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A pandemic financial hardship story has revealed the expensive trap built into mortgages offered by big banks.

If you have to get out of a mortgage before it comes up for renewal, expect to pay a penalty to the lender. But penalties differ among lenders, with banks at the high end.

An Ontario real estate agent recently decided to put her house up for sale because her income had dropped as a result of the pandemic. As reported by CBC, her bank said it would cost almost $30,000 to break her mortgage.

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As a general rule in mortgage lending, big banks have higher penalties to break a mortgage than alternative lenders you can access through a mortgage broker. Getting the lowest possible interest rate is a top priority in shopping for a mortgage. But breakage penalties must be considered as well, even if you think there’s zero chance of needing to get out of a mortgage suddenly.

The pandemic is an example of the kind of out-of-nowhere event that forces people to bail on a mortgage. This can happen even in good times – you get a job in another city, or become ill and need to move to change your living arrangements.

If you’re buying a home or renewing a mortgage, by all means ask your bank for its best offer. Then consult a mortgage broker to compare both the rate and the breakage penalty. Your bank may compete on rates, but the high breakage penalty is built in.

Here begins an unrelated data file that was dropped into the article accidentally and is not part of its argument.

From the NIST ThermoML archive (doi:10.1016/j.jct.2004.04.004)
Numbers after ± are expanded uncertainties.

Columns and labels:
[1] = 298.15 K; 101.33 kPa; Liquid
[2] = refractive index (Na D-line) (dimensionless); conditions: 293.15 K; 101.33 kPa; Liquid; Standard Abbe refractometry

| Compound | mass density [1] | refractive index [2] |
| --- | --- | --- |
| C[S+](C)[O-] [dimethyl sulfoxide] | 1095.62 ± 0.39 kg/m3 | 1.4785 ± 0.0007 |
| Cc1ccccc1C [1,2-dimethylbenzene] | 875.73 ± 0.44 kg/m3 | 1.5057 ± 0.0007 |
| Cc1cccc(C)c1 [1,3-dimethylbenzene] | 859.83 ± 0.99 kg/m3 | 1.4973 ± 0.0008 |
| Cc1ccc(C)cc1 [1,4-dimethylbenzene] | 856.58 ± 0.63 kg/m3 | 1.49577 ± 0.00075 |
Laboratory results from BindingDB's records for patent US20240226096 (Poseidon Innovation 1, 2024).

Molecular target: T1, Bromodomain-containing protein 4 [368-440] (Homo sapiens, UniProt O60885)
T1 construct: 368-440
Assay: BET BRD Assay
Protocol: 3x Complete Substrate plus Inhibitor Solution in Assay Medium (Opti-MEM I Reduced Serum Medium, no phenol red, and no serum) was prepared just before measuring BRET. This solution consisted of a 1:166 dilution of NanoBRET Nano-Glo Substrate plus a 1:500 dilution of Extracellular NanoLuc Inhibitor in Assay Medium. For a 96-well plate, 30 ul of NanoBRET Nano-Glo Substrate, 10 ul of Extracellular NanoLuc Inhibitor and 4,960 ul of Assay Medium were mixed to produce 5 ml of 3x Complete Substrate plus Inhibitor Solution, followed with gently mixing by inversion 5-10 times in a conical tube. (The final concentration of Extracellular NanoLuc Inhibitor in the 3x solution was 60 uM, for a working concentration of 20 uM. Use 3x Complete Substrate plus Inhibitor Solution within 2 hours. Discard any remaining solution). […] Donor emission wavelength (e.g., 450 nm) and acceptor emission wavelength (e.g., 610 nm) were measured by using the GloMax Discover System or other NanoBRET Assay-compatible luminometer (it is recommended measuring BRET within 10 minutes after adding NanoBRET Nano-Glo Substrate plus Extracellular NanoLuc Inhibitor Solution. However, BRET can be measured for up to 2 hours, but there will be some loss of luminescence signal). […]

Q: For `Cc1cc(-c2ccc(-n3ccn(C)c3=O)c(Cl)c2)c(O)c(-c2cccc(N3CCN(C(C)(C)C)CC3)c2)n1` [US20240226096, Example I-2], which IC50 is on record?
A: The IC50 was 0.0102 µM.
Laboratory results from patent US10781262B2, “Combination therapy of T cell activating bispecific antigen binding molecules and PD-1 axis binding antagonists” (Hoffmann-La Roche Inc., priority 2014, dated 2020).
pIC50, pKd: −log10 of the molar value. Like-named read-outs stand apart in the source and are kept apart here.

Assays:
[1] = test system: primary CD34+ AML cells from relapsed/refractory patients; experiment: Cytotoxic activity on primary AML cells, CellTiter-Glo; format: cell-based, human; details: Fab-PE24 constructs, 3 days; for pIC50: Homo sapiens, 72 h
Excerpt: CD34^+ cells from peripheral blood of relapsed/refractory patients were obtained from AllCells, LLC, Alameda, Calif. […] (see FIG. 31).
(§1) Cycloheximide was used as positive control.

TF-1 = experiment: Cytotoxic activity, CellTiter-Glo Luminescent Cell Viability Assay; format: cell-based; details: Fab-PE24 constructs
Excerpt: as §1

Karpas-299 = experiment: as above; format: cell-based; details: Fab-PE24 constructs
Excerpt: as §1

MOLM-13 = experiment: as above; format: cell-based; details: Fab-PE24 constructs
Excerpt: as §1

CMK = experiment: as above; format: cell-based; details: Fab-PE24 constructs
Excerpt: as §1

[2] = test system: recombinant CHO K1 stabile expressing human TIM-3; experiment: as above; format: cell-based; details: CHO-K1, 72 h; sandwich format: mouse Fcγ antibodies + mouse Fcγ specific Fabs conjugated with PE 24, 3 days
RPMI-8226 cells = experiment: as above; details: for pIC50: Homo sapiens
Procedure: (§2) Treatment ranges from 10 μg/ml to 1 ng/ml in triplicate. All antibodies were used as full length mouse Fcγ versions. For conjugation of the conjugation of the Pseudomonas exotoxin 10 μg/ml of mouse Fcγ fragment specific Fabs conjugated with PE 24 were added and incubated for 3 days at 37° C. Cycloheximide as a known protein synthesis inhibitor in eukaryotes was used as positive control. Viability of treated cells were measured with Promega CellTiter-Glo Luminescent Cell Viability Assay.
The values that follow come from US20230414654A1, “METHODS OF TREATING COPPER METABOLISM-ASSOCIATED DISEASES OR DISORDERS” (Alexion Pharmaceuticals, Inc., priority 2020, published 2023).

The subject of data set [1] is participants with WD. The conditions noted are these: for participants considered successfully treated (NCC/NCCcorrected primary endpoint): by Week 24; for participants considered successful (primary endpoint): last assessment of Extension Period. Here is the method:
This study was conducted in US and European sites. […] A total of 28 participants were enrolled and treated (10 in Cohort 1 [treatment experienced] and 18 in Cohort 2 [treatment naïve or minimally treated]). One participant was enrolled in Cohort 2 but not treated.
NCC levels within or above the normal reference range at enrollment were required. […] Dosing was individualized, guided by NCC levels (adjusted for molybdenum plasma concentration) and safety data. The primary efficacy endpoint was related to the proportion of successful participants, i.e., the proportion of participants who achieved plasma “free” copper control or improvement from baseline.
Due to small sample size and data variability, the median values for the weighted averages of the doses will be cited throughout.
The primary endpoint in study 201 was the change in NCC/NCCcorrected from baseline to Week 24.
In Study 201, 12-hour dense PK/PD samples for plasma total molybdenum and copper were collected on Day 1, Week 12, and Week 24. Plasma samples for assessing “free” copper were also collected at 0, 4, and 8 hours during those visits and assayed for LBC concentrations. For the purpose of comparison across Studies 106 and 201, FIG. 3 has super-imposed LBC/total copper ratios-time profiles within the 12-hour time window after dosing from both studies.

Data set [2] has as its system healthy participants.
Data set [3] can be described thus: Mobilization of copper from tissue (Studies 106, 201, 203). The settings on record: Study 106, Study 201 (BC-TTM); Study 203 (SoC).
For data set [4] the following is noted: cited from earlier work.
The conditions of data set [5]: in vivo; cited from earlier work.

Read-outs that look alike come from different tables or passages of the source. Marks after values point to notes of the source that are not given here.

Expect to hear more stories in the months ahead from homeowners who have lost their jobs or income in the pandemic and have to sell their homes. Banks have allowed more than 721,000 people affected by the pandemic to defer or skip mortgage payments. When the deferrals end, some people may still be in a financial predicament that forces them to sell.

With surprising agility, the banks presented themselves early on in the pandemic as ready to help customers experiencing job or income loss. The goodwill the banks earned could quickly be undone by soaking financially distressed people who have to sell their homes. Offering some temporary easing of mortgage breakage penalties on a compassionate basis is the right thing to do.

Subscribe to Carrick on Money

Are you reading this newsletter on the web or did someone forward the e-mail version to you? If so, you can sign up for Carrick on Money here.

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Rob’s personal finance reading list …

A 12-pack of home insurance discounts

A lot of the home-buying in a typical year happens in the spring, and that means spring is high season for home insurance renewals. Here’s a list of 12 commonly available discounts on home insurance. There’s a good chance you haven’t heard of at least a few of these.

An investor’s tax primer

A useful roundup of how taxes affect dividends, interest and capital gains in various types of accounts. Here’s my ETF tax primer – designed to help investors find the right account type for various ETF sectors.